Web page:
ENG101 Assignment Example 1
Write a profile of someone who strikes you as interesting. Consider four possible frames for your inquiry into this person group: group, ideas about, even, or quality. Your essay should follow the features of the form as discussed in the class.
Excerpt from a Student Profile Essay
Frame: Ideas About
When a photographer chooses his favorite picture he’s ever taken, he will most likely have a really hard time deciding between the hundreds of pictures. This was especially the case for Dillan Smith. It took him at least 5 minutes to decide. When he did decide, he gave the story behind the photo: Dillan took his favorite photo while he was in Haiti on a mission trip. The photo is of a young boy who could not participate in the organization’s Vacation Bible School. Dillan said that the organization could only let in around 100 kids every day because of the amount of supplies that they had. Dillan captured the photo right after the boy found out he couldn’t go inside. He stopped twirling his phone for a second and said, “It’s not a happy shot at all. It’s more of an emotional shot.” The picture perfectly displays the poverty and need for help that the people of Haiti long for.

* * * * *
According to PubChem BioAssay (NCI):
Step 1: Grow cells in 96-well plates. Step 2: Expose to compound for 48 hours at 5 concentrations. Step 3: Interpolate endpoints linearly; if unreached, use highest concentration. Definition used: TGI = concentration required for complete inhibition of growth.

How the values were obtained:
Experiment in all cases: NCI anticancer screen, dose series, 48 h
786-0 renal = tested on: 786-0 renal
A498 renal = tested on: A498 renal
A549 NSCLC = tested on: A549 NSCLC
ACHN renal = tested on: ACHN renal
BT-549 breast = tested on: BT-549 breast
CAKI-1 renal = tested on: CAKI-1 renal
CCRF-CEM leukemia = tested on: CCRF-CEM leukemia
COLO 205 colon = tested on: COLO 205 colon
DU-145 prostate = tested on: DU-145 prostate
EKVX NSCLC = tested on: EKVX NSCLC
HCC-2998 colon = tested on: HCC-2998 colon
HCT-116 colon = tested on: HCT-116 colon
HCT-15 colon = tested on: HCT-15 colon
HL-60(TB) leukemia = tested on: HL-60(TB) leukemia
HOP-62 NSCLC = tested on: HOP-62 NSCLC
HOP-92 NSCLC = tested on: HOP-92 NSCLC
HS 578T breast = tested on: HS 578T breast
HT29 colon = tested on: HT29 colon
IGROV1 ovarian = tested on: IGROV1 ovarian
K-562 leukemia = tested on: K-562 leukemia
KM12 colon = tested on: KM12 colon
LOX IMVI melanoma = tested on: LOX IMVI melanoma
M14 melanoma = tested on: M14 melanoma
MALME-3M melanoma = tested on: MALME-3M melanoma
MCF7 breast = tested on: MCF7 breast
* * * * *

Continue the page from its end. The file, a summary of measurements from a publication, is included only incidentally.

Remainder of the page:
An earthquake struck Haiti on January 12th, 2010, leaving 220,000 people dead, 300,000 people injured, and rubble almost everywhere. The country was left in ruins and the people were devastated. Organizations from all over the world reached out to help Haiti, but the country is nowhere near to being back to “normal.” According to Richard Knox, Haiti is a long, long way from reaching the goal of "building back better." The rubble is off the streets, and the country seems as if it should be fine, but there are things that still need to be done. Dillan described the country as being “sad yet beautiful.” This describes Haiti perfectly. The country has so much potential, if only people cared about it just as much as they did back in 2010 when the earthquake first hit.